Would you believe that the research of a 9-year old is responsible for the first major U.S. city to ban plastic drinking straws?
The law includes a fine of $250 for all violators, is based largely on the unofficial research of Milo Cress, then 9, who conducted a “Be Straw Free Campaign” hosted on a website called Eco-Cycle. Cress conducted phone surveys of straw manufacturers in 2011 to come up with the figure that 500 million straws are thrown out each day,Reason reported.
Cress did national TV, toured various media outlets and did tons of press.
The Seattle ban, which went into effect Sunday, is an “environmentally friendly move that leaders hope will spark a nationwide conversation about small, everyday changes that people can make to protect the planet” per the Washington Post.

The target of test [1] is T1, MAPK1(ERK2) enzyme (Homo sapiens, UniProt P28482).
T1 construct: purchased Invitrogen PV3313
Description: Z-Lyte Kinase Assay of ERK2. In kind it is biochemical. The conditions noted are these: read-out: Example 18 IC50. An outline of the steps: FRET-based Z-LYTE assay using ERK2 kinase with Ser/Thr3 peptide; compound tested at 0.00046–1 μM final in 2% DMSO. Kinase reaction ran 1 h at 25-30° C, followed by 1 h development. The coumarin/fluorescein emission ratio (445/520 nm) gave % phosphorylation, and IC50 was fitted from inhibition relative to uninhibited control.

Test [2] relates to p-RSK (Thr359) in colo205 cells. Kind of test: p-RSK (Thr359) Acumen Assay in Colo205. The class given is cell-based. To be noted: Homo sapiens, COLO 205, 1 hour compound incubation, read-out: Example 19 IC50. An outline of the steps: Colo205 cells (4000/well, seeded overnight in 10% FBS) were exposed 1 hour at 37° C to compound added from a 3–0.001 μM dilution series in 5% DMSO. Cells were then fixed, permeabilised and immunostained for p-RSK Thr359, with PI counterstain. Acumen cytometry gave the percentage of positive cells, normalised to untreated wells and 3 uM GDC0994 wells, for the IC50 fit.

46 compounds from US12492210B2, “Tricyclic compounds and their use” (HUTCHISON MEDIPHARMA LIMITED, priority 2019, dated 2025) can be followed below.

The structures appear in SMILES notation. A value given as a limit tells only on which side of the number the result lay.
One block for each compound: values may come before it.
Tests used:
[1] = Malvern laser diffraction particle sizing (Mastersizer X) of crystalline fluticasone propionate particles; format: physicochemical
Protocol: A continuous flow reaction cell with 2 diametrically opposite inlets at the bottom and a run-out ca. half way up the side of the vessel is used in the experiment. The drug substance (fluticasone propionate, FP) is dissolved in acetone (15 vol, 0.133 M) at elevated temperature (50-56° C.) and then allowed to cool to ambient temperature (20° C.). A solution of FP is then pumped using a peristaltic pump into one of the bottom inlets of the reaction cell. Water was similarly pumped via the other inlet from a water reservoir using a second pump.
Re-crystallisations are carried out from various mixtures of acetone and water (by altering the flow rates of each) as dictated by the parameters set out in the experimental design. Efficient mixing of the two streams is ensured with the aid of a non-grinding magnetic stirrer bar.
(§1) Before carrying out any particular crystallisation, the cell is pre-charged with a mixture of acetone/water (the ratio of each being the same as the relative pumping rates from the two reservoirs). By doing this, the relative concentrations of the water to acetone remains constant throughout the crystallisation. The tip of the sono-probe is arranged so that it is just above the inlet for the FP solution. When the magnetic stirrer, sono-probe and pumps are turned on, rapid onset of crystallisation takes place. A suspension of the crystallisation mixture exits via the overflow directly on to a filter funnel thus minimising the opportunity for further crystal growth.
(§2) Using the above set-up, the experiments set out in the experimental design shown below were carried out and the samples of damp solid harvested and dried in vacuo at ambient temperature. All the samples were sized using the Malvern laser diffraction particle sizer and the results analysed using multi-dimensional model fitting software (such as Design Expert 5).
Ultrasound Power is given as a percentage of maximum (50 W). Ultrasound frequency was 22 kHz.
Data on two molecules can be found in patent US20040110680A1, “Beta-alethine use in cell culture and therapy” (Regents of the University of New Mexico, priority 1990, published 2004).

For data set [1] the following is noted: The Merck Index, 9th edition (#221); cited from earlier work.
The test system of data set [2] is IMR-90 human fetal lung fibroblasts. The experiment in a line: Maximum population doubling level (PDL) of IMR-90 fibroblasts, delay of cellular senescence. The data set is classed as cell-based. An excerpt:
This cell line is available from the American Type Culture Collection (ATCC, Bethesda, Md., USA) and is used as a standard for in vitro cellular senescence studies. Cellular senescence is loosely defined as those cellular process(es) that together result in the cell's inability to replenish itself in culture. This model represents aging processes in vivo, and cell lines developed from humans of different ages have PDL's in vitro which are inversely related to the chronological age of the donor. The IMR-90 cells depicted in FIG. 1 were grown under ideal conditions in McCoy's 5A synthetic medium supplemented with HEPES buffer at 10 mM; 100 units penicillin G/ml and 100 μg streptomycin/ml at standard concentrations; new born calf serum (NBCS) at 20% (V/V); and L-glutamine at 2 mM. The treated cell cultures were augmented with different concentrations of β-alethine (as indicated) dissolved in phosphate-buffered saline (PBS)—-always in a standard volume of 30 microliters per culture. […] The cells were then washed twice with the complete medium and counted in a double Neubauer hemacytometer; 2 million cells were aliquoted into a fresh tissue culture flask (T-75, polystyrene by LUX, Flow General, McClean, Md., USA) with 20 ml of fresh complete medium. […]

The paper adds: “Now customers at grocery stores, restaurants, food trucks, even institutional cafeterias have to find another way to get liquid into their mouths. Compostable paper and plastic straws are allowed under the ban.”
The Post notes the law is not so much about punitive measures as it’s about “raising awareness.”
But this celebratory recap aside, here are a few points to consider. First, there’s the question of just how many straws are being thrown out every day in the U.S. The simple answer is: No one actually has a solid number on that, despite this claim that it’s 500 million per day, implying that every man, woman and child in the U.S. drinks on average more than one drink with a straw per day.